"Oh, I haven't actually smoked for twelve years but that was a nice old photo so... "
And of course he rises at noon after taking breakfast between the silk sheets?
"Actually, I'm in the office here most days. I've been on the road so much in the past three or four years so I have to be here to sign the paperwork.
"I try not to get involved too much in the business side but the longer your career the more stuff you accumulate. I've got a new manager whom I've only had for a few weeks, so in the overlapping period I have been quite busy here."
Good Lord, Bryan Ferry as office boy? Where's the glamour for us, man?
"Well, I've just come back from China and the Miss World competition. I wasn't appearing, just sang a song. We're all a bit blase about these things in the West but over there it's a kind of new thing for them so it was a lovely show. I didn't see anything of China though, it was on Hainan which, from the air at least, was a very beautiful island resort."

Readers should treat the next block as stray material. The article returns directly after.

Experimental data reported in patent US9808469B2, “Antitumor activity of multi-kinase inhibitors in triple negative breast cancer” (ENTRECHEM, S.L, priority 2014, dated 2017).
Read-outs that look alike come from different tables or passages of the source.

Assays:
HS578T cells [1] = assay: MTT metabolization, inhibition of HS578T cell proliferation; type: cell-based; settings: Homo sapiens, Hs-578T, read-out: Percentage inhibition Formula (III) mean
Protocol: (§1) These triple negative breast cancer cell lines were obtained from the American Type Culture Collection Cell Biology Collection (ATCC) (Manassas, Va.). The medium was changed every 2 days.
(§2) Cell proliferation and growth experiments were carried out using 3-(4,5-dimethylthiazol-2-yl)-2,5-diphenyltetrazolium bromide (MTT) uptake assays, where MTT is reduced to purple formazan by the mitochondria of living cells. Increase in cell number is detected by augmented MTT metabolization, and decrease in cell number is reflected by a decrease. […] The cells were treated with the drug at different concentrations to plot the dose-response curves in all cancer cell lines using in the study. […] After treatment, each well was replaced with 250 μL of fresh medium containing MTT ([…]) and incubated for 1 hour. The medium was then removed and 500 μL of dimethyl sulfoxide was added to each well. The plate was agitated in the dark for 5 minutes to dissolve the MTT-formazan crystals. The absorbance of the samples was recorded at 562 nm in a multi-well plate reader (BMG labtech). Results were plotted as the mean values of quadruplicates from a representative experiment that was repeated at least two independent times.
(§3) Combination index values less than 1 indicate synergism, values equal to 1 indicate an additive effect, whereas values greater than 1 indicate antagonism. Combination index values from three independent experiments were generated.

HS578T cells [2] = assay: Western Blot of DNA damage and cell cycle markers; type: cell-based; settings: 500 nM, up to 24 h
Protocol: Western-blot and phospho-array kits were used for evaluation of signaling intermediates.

Ah, this is the Ferry we want: jet-setting, surrounded by beautiful women in an exotic Asian resort, singing languidly then leaving sighing breasts of longing behind him.
How Ferry got his image is easy to trace. At the height of glam-pop in the early '70s, and while hairy bands like The Allman Brothers stalked the planet, Roxy Music appeared out of Britain with a kind of alien art-rock image and music which was ironic, detached and yet glamorous.
Their album covers featured icy and overly made-up models. Roxy Music pulled together arty experimentalism (thanks to keyboardist Brian Eno, who soon had a falling out with Ferry) and old time rock'n'roll, which was a passion of Ferry's. Add Andy Mackay's saxophone, Phil Manzanera's guitar textures, and oceans of pretension and they were made.